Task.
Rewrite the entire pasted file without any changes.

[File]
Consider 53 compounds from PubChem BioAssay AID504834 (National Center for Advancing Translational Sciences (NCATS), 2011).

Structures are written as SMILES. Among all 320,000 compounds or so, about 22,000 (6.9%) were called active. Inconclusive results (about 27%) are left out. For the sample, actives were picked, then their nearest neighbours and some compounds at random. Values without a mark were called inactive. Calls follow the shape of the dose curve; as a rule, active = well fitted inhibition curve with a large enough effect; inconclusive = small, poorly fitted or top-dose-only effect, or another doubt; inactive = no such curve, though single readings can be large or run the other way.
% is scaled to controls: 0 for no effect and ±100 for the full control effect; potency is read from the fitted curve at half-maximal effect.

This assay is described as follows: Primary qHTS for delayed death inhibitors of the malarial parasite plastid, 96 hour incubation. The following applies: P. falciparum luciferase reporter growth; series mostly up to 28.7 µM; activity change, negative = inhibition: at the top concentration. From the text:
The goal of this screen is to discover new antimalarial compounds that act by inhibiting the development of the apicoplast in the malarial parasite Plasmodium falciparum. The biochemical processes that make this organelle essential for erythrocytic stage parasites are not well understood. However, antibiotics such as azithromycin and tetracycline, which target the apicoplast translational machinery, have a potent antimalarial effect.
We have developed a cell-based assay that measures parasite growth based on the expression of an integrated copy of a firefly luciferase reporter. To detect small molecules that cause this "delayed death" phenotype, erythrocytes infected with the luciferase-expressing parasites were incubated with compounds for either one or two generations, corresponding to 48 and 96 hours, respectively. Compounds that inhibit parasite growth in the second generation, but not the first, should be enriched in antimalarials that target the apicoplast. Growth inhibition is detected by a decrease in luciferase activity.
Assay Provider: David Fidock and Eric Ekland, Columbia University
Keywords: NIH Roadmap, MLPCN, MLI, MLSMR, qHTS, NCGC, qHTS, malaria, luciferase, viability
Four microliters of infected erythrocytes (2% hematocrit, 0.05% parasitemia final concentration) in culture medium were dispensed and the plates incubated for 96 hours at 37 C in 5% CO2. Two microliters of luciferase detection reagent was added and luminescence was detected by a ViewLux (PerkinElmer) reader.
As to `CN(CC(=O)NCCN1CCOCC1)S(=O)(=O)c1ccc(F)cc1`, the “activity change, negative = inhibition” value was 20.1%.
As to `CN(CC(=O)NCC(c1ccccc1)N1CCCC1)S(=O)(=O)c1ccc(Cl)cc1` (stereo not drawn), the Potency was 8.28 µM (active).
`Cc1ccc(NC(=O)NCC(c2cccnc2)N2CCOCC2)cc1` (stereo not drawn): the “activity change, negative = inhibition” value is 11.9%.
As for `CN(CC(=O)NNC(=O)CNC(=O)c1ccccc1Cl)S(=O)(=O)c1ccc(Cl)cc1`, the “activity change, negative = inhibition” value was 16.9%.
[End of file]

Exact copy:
Consider 53 compounds from PubChem BioAssay AID504834 (National Center for Advancing Translational Sciences (NCATS), 2011).

Structures are written as SMILES. Among all 320,000 compounds or so, about 22,000 (6.9%) were called active. Inconclusive results (about 27%) are left out. For the sample, actives were picked, then their nearest neighbours and some compounds at random. Values without a mark were called inactive. Calls follow the shape of the dose curve; as a rule, active = well fitted inhibition curve with a large enough effect; inconclusive = small, poorly fitted or top-dose-only effect, or another doubt; inactive = no such curve, though single readings can be large or run the other way.
% is scaled to controls: 0 for no effect and ±100 for the full control effect; potency is read from the fitted curve at half-maximal effect.

This assay is described as follows: Primary qHTS for delayed death inhibitors of the malarial parasite plastid, 96 hour incubation. The following applies: P. falciparum luciferase reporter growth; series mostly up to 28.7 µM; activity change, negative = inhibition: at the top concentration. From the text:
The goal of this screen is to discover new antimalarial compounds that act by inhibiting the development of the apicoplast in the malarial parasite Plasmodium falciparum. The biochemical processes that make this organelle essential for erythrocytic stage parasites are not well understood. However, antibiotics such as azithromycin and tetracycline, which target the apicoplast translational machinery, have a potent antimalarial effect.
We have developed a cell-based assay that measures parasite growth based on the expression of an integrated copy of a firefly luciferase reporter. To detect small molecules that cause this "delayed death" phenotype, erythrocytes infected with the luciferase-expressing parasites were incubated with compounds for either one or two generations, corresponding to 48 and 96 hours, respectively. Compounds that inhibit parasite growth in the second generation, but not the first, should be enriched in antimalarials that target the apicoplast. Growth inhibition is detected by a decrease in luciferase activity.
Assay Provider: David Fidock and Eric Ekland, Columbia University
Keywords: NIH Roadmap, MLPCN, MLI, MLSMR, qHTS, NCGC, qHTS, malaria, luciferase, viability
Four microliters of infected erythrocytes (2% hematocrit, 0.05% parasitemia final concentration) in culture medium were dispensed and the plates incubated for 96 hours at 37 C in 5% CO2. Two microliters of luciferase detection reagent was added and luminescence was detected by a ViewLux (PerkinElmer) reader.
As to `CN(CC(=O)NCCN1CCOCC1)S(=O)(=O)c1ccc(F)cc1`, the “activity change, negative = inhibition” value was 20.1%.
As to `CN(CC(=O)NCC(c1ccccc1)N1CCCC1)S(=O)(=O)c1ccc(Cl)cc1` (stereo not drawn), the Potency was 8.28 µM (active).
`Cc1ccc(NC(=O)NCC(c2cccnc2)N2CCOCC2)cc1` (stereo not drawn): the “activity change, negative = inhibition” value is 11.9%.
As for `CN(CC(=O)NNC(=O)CNC(=O)c1ccccc1Cl)S(=O)(=O)c1ccc(Cl)cc1`, the “activity change, negative = inhibition” value was 16.9%.